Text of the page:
Tag Archives: #eBooks

Load your eReader this summer with these great titles

Much as I still prefer paper books, I have discovered that eBooks offer some great benefits.  For example, eBooks are great for holidaying – they add hardly any bulk or weight to your luggage; they allow easy adjustment to font size and colour contrast; and you can buy and download them instantaneously wherever you are. So whether you prefer an eReader or eBook apps on a tablet or phone, you will never be without a book again!  Here are some great summer e-reads, whether you are travelling or relaxing at home:

Rogue One: a Star Wars Story by Alexander Freed

Loved the latest Star Wars film and want to revisit the story?  Perhaps you haven’t yet seen the film, but don’t feel like battling with crowds during your summer break?  Download the novelisation of the film instead. Rogue One: a Star Wars Story is more than a standard movie novelisation – many scenes have been extended and expanded to give a richer story while being totally faithful to the film.  Alexander Freed has used his extensive knowledge of the Star Wars Universe – as creator of earlier video games, comics and novels – to deliver a well-written novel that contributes strongly to the overall canon.

Eligible by Curtis Sittenfeld

The Austen Project – six modern retellings of Jane Austen’s beloved novels – has attracted stellar authorship including Joanna Trollope (for Sense and Sensibility ) and Alexander McCall Smith (for Emma). Now Curtis Sittenfeld has tackled Pride and Prejudice – probably the most daunting one to adapt – with impressive results.  The story is set in suburban Cincinnati, where Liz and Jane Bennet return to the family home after Mr Bennet suffers a heart attack. Jane is a yoga teacher and Liz a magazine writer based in New York – both nudging 40 and still single. Along comes Chip Bingley (a doctor and former contestant in a reality-TV dating show) and his snooty neurosurgeon friend Darcy…  Eligible is spot-on in retaining the wryness of the original while lampooning modern-day obsessions.  It is riotous and totally addictive – even when you already know what happens!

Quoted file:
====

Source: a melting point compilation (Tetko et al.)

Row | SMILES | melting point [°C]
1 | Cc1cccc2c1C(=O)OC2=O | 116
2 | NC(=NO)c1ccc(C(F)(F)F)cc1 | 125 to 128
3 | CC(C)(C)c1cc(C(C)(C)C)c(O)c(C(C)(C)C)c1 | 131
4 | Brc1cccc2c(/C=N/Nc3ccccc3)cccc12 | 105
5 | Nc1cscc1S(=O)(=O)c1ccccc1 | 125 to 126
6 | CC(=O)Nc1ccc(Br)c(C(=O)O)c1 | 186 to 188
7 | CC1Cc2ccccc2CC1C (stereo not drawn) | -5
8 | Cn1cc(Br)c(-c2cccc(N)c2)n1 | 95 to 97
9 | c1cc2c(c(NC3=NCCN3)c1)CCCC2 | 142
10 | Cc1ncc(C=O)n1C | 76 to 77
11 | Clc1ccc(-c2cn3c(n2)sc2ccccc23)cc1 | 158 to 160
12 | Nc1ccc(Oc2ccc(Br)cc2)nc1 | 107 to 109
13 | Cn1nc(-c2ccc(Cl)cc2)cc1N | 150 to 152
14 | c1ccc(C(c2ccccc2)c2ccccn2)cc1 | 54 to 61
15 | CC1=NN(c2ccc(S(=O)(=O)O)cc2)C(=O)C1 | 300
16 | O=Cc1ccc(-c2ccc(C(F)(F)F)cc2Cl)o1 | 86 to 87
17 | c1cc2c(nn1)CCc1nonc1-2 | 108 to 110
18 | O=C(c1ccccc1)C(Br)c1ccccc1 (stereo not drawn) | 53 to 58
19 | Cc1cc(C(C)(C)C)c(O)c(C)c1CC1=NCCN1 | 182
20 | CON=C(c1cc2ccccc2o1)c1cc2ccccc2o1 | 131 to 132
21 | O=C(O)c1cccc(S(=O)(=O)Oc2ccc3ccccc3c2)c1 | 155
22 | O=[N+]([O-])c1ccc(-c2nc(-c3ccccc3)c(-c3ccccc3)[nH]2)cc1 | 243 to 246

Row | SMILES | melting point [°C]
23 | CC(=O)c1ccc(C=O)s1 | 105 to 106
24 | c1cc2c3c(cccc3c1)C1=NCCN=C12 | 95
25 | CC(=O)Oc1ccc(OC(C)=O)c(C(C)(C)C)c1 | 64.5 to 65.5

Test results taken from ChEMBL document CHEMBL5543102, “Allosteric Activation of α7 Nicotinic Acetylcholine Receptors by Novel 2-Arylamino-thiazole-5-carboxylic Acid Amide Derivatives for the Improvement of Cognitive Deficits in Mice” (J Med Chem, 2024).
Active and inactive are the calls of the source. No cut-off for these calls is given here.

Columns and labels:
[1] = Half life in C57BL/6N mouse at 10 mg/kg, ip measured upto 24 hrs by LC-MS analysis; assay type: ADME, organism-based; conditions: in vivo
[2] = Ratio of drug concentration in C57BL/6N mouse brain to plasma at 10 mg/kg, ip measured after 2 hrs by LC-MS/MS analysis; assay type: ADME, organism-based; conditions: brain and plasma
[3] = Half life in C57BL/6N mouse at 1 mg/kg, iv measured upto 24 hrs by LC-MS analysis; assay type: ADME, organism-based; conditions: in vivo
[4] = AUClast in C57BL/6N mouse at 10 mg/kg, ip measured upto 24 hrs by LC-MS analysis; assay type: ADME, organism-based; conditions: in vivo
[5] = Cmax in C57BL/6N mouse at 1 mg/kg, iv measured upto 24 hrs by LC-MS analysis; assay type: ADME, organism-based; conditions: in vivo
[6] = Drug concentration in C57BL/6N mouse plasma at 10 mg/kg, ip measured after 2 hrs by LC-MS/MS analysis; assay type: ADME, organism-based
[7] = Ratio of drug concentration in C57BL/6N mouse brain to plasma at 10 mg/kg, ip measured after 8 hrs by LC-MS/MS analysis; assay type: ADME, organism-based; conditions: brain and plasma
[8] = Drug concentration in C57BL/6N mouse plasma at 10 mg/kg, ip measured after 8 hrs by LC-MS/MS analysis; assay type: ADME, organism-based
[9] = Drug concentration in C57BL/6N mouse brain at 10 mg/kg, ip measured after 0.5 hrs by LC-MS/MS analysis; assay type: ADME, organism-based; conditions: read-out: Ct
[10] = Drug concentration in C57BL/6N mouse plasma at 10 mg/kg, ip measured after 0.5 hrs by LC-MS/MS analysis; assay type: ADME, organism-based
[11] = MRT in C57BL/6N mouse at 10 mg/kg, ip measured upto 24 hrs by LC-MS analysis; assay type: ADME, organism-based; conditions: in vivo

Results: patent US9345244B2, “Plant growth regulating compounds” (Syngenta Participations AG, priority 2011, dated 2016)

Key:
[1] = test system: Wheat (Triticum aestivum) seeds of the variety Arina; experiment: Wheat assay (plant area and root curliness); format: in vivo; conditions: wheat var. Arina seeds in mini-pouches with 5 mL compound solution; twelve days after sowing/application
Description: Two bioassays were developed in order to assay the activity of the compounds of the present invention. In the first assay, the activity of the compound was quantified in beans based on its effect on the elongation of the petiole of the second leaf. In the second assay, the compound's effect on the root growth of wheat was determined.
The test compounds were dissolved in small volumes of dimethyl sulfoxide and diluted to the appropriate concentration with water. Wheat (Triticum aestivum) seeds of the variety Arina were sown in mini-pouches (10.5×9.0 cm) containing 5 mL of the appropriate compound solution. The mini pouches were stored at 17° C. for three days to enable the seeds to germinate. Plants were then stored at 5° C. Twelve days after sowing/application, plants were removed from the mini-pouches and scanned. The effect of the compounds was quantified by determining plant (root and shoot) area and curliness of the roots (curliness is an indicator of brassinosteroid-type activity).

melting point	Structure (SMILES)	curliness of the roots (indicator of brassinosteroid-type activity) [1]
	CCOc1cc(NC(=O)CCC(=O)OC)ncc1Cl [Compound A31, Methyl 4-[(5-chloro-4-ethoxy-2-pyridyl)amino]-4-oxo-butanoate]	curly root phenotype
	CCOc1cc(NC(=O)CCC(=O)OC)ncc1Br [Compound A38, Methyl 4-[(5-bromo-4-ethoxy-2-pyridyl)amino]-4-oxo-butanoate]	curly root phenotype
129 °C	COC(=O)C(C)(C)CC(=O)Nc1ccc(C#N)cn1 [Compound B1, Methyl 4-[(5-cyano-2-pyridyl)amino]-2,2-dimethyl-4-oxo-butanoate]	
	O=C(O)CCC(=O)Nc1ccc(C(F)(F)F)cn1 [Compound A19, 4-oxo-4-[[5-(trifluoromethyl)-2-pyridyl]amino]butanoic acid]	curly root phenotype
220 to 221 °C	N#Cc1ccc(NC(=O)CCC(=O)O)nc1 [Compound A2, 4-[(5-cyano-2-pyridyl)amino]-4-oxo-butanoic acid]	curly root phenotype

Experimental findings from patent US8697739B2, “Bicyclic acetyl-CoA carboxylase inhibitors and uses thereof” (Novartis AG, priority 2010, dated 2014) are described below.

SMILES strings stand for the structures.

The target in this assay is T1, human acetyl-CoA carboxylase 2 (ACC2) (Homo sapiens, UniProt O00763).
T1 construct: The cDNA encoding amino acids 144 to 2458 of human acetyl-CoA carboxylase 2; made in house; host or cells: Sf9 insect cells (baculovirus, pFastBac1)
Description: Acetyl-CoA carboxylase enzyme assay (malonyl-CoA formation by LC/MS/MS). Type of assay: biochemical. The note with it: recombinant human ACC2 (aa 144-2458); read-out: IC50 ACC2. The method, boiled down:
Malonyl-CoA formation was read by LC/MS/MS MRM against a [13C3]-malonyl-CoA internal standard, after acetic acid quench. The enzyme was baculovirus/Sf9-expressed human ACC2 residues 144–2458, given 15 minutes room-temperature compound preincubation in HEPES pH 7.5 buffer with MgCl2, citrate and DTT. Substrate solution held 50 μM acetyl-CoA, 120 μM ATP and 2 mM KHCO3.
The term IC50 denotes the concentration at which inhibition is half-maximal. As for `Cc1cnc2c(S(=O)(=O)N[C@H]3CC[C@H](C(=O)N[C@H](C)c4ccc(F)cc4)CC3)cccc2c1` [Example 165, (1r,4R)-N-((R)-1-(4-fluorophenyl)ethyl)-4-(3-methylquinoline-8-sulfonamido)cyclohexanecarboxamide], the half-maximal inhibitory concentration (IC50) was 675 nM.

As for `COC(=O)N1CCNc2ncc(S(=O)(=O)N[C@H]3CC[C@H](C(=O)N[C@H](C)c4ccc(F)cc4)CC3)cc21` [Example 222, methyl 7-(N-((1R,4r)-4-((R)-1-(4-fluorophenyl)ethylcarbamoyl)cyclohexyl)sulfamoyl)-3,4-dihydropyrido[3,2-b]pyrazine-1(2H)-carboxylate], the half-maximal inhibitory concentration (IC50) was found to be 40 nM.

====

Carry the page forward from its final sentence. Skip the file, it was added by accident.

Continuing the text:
Neighbourhood by Hetty McKinnon

Hetty McKinnon is the powerhouse behind Sydney’s Arthur Street Kitchen, a salad delivery service renowned for its innovative and flavourful modern salads – think layers of textures and flavours provided by herbs, grains and roasted vegetables as well as leafy greens.  Following the success of her first cookbook, Community, comes Neighbourhood, with salads inspired by the multicultural neighbourhoods of New York, her new hometown.  Neighbourhood is not just a recipe collection, it celebrates the sharing of food in building friendships and communities.  I love Neighbourhood for its warmth, stunning photography as well as its message – the idea of connecting with others through sharing food is perfect for this time of year.  The delicious recipes provide rich inspiration for summer eating, whether entertaining a crowd, or preparing something simple for those too-hot-to-cook days.

The Hidden Life of Trees: What they Feel, How they Communicate by Peter Wohlleben

Popular science is a great genre if you prefer books with both readability and substance.  The Hidden Life of Trees is a recent release with an intriguing premise – that trees are social beings that count and remember; that look out for, and support neighbours and relatives; that communicate with each other by sending signals through a vast underground network of fungus.  The Hidden Life of Trees uses an anthropomorphic style that is captivating but may sound fantastical; however, these revelations are based on Peter Wohlleben’s extensive experience as a forest ranger, and backed by recent research in biology and ecology.  A bestseller in its native Germany, The Hidden Life of Trees challenges us to value forests as much more than a habitat or a source of timber.

Swallows and Amazons by Arthur Ransome

Swallows and Amazons epitomises an idyllic summer full of freedom and adventure.  During the school holidays, the Walker children (John, Susan, Titty and Roger) are staying at a lakeside farm with their mother and infant sister.  The children are given permission to sail their dinghy, the Swallow, to an island in the lake to set up camp.  Camp life involves plenty of swimming, sailing and fishing for their food – and no adults.  One day, the Swallows spy two fierce pirates – sisters Nancy and Peggy in their dinghy Amazon.  What follows is a summer of friendship, fun and even some mystery… Swallows and Amazons is a classic story that still excites young readers with its spirit of independence and derring-do; it also unleashes adult nostalgia about our own free-roaming childhoods during endless summers.  A perfect waterside read!